How is TU's grassroots organized? What is it's hierarchy?
Board of Trustees
National Leadership Council
Every TU member has the benefit of local chapter membership. It is here TU members find the maximum satisfaction of being part of TU. Local chapters meet on a regular basis to plan their conservation and fundraising activities. Meetings often include a speaker or presentation on angling or conservation issues.
State Councils Chapters within each state are organized into councils, which are in turn in communication with TU National. Each council also elects one representative to serve on the National Leadership Council (NLC).
The National Leadership Council (NLC) is the volunteer body that sets the direction of TU and is made up of one representative elected from each state council. The NLC has three purposes: Establish the National Conservation Agenda Facilitate implementation of the National Conservation Agenda Build the organizational capacity of TU's Board of Trustees (BOT) that guides the organization's business operations.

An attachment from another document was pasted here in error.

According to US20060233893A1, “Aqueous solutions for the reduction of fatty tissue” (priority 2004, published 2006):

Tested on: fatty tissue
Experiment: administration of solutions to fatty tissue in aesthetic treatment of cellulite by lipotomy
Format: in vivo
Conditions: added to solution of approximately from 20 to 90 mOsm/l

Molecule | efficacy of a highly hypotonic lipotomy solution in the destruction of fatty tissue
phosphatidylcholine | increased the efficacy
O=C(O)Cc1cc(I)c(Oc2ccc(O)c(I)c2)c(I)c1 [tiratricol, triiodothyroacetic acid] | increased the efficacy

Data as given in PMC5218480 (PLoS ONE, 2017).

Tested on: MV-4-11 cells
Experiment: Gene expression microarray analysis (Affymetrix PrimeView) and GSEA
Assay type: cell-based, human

The Board of Trustees (BOT), consisting of 32 individuals, meets in person three times a year to review and approve financial and organizational decisions. The Nominating Committee of the BOT nominates individuals to be the 22 “At-large” members of the BOT. The Chairman and Secretary of the NLC fill two of the BOT positions. The remaining eight positions on the BOT are filled by “Grassroots Trustees” nominated by the NLC. All BOT members serve two-year terms and can serve up to three consecutive terms. The National Office, based outside of Washington, D.C., employs professionals who testify before Congress, publish TU’s quarterly magazine, intervene in federal legal proceedings and work with TU's grassroots volunteers to keep them active and involved in conservation issues.